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Peterson Introduces MPP Replacement Program

House Agriculture Committee Ranking Member Collin Peterson this week introduced the Dairy Risk Management Act. Peterson says the legislation would provide dairy farmers with a strong safety net to address volatile market conditions outside of their control. The act would replace the Margin Protection Program with the Dairy Risk Management Program. Peterson says dairy farmers from his congressional district and across the country are “facing tough times that show no signs of letting up.” USDA’s Economic Research Service forecasts dairy farms to experience a 19.2 percent decrease in net cash farm income from 2017 to 2018, the largest decrease expected for any livestock specialization. Peterson says his bill, creating the new proposed risk management program, address the “shortcomings of MPP” and what he says “should have been included in the Bipartisan Budget Act,” which made changes to MPP. Dairy industry groups have vowed to continue to seek more support for dairy farmers through Congress and the next farm bill.

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AEM: First-Quarter Ag Tractor & Combine Sales Data Released

Total U.S. two-wheel drive tractor sales gained four percent for March compared to last year, while four-wheel-drive tractor sales dropped five percent and self-propelled combine sales declined 20 percent, according to the latest sales data from the Association of Equipment Manufacturers. First-quarter 2018 U.S. sales were essentially flat for the smaller-size tractors, and 100-plus horsepower two-wheel drive tractors declined about five percent for January-March compared to 2017. And, U.S. four-wheel-drive tractor sales gained about five percent for the first quarter, and U.S. sales of self-propelled combines gained four percent for January-March compared to 2017. AEM AG Services senior vice president Curt Blades says equipment dealers are “still contending with diplomatic jockeying” in regards to trade, negative changes to the Renewable Fuel Standard, and the Department of Agriculture forecast of a decline in 2018 net farm profits.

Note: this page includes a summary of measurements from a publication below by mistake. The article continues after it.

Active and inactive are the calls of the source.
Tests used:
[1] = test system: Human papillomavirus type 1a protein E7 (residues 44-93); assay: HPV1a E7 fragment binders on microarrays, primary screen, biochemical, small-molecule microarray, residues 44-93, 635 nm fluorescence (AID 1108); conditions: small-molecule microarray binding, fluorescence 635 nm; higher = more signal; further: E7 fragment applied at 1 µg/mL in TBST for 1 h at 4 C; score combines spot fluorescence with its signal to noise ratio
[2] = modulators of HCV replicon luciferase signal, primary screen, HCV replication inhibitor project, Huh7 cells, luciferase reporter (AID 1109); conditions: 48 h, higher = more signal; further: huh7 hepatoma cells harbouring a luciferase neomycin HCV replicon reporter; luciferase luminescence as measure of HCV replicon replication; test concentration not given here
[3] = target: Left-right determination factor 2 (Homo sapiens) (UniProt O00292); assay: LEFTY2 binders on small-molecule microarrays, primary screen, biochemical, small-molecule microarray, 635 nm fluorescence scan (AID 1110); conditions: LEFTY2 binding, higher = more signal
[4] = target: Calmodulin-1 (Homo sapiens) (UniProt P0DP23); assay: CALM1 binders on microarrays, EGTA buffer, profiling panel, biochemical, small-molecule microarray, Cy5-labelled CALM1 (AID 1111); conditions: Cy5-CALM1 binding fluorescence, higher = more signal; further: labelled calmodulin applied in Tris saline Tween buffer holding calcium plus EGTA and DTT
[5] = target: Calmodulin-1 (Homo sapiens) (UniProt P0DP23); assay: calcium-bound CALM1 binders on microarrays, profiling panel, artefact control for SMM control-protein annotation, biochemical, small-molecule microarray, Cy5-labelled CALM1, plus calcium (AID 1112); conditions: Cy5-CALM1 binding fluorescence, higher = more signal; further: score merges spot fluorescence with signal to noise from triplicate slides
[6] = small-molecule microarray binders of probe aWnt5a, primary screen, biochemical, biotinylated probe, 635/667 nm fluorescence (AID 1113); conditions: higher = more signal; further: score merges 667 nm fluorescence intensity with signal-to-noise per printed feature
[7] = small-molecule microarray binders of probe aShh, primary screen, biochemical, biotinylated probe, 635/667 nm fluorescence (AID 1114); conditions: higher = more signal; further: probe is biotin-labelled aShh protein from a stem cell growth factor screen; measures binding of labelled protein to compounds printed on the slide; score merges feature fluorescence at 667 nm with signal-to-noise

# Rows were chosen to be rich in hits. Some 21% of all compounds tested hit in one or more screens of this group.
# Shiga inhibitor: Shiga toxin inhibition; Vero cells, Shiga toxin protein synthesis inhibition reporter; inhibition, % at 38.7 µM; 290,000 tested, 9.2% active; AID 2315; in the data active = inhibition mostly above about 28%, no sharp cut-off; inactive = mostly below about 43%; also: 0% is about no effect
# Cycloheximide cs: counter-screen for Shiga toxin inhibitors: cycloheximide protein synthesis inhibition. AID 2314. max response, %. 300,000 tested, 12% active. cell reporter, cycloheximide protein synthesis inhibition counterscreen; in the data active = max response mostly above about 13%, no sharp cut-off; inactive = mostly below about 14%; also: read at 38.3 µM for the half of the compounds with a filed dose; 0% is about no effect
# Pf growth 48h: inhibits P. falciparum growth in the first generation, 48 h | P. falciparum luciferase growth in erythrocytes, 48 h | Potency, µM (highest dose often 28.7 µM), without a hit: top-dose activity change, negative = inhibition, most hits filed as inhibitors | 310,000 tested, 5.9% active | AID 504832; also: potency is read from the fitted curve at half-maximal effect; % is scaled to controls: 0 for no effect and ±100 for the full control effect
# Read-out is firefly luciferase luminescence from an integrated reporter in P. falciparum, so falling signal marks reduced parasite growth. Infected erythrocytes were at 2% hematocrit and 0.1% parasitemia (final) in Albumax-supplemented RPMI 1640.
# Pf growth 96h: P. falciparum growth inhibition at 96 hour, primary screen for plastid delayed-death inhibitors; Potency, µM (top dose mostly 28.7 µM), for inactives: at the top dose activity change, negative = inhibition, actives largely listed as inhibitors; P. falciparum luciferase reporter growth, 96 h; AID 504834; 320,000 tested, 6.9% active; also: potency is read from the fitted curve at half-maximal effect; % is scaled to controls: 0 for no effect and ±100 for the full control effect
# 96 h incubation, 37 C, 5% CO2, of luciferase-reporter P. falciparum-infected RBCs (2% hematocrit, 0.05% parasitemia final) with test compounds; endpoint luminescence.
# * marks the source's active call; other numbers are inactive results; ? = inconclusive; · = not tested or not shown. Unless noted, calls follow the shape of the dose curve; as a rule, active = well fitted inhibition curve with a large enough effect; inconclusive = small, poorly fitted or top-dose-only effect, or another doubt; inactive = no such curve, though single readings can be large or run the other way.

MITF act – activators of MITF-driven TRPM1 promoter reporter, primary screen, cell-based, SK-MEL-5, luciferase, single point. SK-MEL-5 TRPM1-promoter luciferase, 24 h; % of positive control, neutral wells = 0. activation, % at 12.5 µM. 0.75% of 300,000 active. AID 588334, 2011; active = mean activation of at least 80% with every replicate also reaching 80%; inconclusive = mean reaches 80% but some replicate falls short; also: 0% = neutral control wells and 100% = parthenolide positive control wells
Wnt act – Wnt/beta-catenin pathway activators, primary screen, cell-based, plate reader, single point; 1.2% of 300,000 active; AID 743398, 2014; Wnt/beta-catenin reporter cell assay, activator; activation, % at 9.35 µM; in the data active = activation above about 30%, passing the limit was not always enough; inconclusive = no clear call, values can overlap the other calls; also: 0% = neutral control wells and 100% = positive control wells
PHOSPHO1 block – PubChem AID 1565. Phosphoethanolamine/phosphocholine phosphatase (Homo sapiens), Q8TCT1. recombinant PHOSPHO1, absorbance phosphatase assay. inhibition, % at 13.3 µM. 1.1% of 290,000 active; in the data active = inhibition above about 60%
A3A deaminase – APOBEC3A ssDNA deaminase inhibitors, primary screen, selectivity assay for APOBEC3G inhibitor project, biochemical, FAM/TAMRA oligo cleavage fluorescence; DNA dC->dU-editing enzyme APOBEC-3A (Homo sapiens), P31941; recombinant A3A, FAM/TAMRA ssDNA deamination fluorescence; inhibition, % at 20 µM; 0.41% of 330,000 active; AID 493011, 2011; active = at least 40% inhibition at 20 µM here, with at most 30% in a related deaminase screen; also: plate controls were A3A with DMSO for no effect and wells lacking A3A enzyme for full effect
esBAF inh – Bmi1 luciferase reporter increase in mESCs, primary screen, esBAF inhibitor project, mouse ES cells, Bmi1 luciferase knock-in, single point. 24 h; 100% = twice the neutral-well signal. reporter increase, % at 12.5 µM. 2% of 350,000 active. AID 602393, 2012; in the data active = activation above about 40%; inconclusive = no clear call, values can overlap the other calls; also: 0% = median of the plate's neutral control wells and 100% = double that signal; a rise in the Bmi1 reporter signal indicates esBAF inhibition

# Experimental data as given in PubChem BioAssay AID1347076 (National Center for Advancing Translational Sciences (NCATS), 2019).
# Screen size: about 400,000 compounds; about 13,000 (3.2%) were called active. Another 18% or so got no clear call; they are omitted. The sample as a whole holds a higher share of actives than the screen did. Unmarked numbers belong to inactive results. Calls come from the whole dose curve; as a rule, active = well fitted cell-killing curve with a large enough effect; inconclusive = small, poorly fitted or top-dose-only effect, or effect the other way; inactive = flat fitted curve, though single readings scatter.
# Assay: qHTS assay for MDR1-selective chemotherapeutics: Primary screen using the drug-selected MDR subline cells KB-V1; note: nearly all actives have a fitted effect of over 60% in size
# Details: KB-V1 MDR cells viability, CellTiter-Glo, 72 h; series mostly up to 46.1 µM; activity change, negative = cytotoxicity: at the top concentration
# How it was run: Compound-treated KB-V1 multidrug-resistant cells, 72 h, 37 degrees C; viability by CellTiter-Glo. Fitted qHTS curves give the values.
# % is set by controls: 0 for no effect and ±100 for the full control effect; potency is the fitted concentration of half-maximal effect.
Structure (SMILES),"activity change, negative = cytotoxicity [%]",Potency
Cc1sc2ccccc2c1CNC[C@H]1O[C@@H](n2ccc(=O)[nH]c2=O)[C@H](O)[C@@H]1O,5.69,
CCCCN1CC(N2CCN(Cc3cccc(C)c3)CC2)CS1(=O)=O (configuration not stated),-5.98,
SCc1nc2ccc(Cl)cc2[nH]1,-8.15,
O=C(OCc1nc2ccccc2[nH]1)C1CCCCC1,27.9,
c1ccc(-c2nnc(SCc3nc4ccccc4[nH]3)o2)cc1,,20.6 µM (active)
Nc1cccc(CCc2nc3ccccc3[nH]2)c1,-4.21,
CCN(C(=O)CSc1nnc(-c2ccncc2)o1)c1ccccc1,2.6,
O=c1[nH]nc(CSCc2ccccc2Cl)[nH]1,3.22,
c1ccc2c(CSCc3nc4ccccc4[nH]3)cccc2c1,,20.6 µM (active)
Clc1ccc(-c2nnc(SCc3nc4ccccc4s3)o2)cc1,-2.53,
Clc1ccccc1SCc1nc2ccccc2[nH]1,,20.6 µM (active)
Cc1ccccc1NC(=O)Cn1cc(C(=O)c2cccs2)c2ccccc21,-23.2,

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Roberts Explores Use of Telemedicine to Help Fight Rural Opioid Addiction

Senate Agriculture Committee Chairman Pat Roberts of Kansas intends to introduce legislation to allow telemedicine to address rural opioid addiction. During a recent Senate panel hearing, Roberts said rural residents suffering from substance abuse “face many challenges in accessing the clinical services they need.” Roberts says community mental health and addiction treatment facilities in rural areas often do not house a full-time clinician who can prescribe controlled substances for the treatment of substance use disorders. Further, the Republican says many rural patients need to travel long distances, sometimes across state lines, to access the needed treatments. He says the use of telemedicine, the remote diagnosis and treatment of patients through communications technology, could be a way to reduce the travel burden on rural residents. His comments came during a hearing of the Senate Health, Education Labor and Pensions Committee.

SOURCE: NAFB News Service